List of life sciences

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Simulations of the fluorescence of different fluorescent proteins.

The life sciences comprise the fields of science that involve the scientific study of living organisms – such as microorganisms, plants, animals, and human beings – as well as related considerations like bioethics. While biology remains the centerpiece of the life sciences, technological advances in molecular biology and biotechnology have led to a burgeoning of specializations and interdisciplinary fields.[1]

Some life sciences focus on a specific type of life. For example, zoology is the study of animals, while botany is the study of plants. Other life sciences focus on aspects common to all or many life forms, such as anatomy and genetics. Yet other fields are interested in technological advances involving living things, such as bio-engineering. Another major, though more specific, branch of life sciences involves understanding the mind – neuroscience.

The life sciences are helpful in improving the quality and standard of life. They have applications in health, agriculture, medicine, and the pharmaceutical and food science industries.

There is considerable overlap between many of the topics of study in the life sciences.

Biology and its branches[edit]

Biology – branch of natural science concerned with the study of life and living organisms, including their structure, function, growth, evolution, distribution, and taxonomy. Modern biology is a vast and eclectic field, composed of many branches and subdisciplines. However, despite the broad scope of biology, there are certain general and unifying concepts within it that govern all study and research, consolidating it into a single, coherent field. In general, biology recognizes the cell as the basic unit of life, genes as the basic unit of heredity, and evolution as the engine that propels the synthesis and creation of new species. It is also understood today that all organisms survive by consuming and transforming energy and by regulating their internal environment to maintain a stable and vital condition. Here are some of biology's major branches:

  • Agriculture – study of producing crops and raising livestock, with an emphasis on practical applications
  • Anatomy – study of form and function, in plants, animals, and other organisms, or specifically in humans
  • Biochemistry – study of the chemical reactions required for life to exist and function, usually a focus on the cellular level
  • Bioengineering – study of biology through the means of engineering with an emphasis on applied knowledge and especially related to biotechnology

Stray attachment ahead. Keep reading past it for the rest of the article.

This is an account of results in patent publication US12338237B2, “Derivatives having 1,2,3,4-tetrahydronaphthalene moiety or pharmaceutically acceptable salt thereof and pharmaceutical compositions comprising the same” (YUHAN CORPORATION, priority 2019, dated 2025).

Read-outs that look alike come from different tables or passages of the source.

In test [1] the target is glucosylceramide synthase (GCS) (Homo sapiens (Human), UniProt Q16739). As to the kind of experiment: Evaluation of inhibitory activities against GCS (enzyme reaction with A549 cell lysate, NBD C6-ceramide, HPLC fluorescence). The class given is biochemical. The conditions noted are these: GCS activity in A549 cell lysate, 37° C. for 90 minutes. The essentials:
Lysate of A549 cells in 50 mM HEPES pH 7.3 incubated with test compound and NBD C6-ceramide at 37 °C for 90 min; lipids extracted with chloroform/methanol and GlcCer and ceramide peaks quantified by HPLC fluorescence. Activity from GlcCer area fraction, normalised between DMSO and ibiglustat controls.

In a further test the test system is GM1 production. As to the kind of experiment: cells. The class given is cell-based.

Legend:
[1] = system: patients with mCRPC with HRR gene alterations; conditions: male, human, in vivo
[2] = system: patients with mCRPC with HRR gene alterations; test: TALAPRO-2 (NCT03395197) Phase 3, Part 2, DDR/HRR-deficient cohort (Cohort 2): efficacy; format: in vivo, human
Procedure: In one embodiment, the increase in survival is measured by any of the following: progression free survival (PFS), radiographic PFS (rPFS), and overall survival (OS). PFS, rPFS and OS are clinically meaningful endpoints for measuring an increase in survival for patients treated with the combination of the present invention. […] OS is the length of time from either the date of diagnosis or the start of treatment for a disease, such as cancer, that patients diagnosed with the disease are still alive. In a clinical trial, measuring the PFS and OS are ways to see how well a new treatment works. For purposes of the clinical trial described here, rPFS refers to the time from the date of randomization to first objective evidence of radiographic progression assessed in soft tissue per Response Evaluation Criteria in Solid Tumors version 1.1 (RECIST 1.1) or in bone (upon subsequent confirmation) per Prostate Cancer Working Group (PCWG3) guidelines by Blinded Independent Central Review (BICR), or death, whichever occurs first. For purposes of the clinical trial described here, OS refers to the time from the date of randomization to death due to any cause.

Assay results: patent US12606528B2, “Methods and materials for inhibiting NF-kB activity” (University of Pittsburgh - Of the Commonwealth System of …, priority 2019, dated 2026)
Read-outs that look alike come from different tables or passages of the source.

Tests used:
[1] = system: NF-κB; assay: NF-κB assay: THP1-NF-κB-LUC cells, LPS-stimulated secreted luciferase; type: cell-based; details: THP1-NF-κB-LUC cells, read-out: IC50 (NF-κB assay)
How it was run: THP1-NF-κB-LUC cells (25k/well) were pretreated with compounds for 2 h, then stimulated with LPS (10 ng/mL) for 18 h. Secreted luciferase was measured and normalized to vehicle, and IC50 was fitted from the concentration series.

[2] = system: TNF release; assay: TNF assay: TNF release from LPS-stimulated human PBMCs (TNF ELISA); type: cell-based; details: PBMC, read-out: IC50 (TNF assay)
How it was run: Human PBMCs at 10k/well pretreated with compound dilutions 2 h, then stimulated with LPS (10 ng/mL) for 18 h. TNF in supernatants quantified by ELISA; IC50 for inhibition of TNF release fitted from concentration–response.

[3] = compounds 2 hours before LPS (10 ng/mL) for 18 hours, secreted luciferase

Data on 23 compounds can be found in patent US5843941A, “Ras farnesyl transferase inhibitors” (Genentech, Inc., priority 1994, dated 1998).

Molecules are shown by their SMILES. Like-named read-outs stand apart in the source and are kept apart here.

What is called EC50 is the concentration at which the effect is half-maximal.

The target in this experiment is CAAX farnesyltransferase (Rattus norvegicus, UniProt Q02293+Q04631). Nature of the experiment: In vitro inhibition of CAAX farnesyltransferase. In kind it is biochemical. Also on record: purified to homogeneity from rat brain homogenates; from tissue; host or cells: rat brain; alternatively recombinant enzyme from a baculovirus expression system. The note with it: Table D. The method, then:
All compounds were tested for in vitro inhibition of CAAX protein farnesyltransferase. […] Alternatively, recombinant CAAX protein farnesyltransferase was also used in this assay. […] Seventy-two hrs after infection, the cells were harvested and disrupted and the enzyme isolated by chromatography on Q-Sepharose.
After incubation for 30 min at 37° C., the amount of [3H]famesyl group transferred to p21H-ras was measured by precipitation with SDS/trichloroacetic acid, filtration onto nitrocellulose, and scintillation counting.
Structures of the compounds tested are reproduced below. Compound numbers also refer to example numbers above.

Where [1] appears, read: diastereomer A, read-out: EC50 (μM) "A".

• Biomechanics – often considered a branch of medicine, the study of the mechanics of living beings, with an emphasis on applied use through prosthetics or orthotics
  • Biomedical research – study of health and disease
    • Pharmacology – study and practical application of preparation, use, and effects of drugs and synthetic medicines
  • Biophysics – study of biological processes through physics, by applying the theories and methods traditionally used in the physical sciences
  • Biotechnology – study of the manipulation of living matter, including genetic modification and synthetic biology
  • Botany – study of plants
  • Cell biology – study of the cell as a complete unit, and the molecular and chemical interactions that occur within a living cell
  • Developmental biology – study of the processes through which an organism forms, from zygote to full structure
  • Ecology – study of the interactions of living organisms with one another and with the non-living elements of their environment
  • Epidemiology – a major component of public health research, studying factors affecting the health of populations
  • Evolutionary biology – study of the origin and descent of species over time
  • Genetics – study of genes and heredity.
  • Hematology (also known as Haematology) – study of blood and blood-forming organs.
  • Marine biology (or Biological oceanography) – study of ocean ecosystems, plants, animals, and other living beings
  • Microbiology – study of microscopic organisms (microorganisms) and their interactions with other living things
  • Molecular biology – study of biology and biological functions at the molecular level, some cross over with biochemistry
  • Mycology – study of fungi
  • Neurobiology – study of the nervous system, including anatomy, physiology and pathology
  • Population biology – study of groups of conspecific organisms, including
  • Paleontology – study of fossils and sometimes geographic evidence of prehistoric life
  • Pathobiology or pathology – study of diseases, and the causes, processes, nature, and development of disease
  • Physiology – study of the functioning of living organisms and the organs and parts of living organisms
  • Phytopathology – study of plant diseases (also called Plant Pathology)
  • Sociobiology – study of the biological bases of sociology
  • Structural biology – a branch of molecular biology, biochemistry, and biophysics concerned with the molecular structure of biological macromolecules
  • Systems biology – -
  • Zoology – study of animals, including classification, physiology, development, and behavior.

Medicine and its branches[edit]

Medicine – applied science or practice of the diagnosis, treatment, and prevention of disease. It encompasses a variety of health care practices evolved to maintain and restore health by the prevention and treatment of illness. Some of its branches are:

Other life sciences[edit]

Brain parts involved with a fear amygdala hijack from optical stimulus

See also[edit]

Related scientific societies

References[edit]

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Further reading[edit]

  • Magner, Lois N. (2002). A history of the life sciences (3rd ed., rev. and expanded. ed.). New York: M. Dekker. ISBN 0824708245. 

External links[edit]